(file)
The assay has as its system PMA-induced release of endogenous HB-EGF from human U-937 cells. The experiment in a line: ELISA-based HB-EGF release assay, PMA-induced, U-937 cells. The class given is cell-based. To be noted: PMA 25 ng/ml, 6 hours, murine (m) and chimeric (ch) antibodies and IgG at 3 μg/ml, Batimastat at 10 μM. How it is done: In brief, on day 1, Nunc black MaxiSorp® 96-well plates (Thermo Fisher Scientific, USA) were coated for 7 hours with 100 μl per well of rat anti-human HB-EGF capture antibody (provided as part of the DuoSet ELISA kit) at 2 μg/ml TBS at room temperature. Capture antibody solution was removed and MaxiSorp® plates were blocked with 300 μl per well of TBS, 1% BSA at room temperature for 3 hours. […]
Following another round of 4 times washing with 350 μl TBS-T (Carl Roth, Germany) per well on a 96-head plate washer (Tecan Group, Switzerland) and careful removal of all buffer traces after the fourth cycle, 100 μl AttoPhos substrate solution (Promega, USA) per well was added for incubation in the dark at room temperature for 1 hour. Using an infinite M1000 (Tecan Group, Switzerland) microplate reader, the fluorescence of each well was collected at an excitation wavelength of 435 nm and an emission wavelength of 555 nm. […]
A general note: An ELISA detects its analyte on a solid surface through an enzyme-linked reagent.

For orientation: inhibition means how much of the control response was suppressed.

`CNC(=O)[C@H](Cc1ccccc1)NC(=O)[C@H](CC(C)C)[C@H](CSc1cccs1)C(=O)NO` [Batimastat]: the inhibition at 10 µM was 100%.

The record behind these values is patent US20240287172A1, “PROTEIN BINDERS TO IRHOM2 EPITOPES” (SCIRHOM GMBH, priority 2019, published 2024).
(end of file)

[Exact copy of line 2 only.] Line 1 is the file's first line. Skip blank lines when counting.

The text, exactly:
Following another round of 4 times washing with 350 μl TBS-T (Carl Roth, Germany) per well on a 96-head plate washer (Tecan Group, Switzerland) and careful removal of all buffer traces after the fourth cycle, 100 μl AttoPhos substrate solution (Promega, USA) per well was added for incubation in the dark at room temperature for 1 hour. Using an infinite M1000 (Tecan Group, Switzerland) microplate reader, the fluorescence of each well was collected at an excitation wavelength of 435 nm and an emission wavelength of 555 nm. […]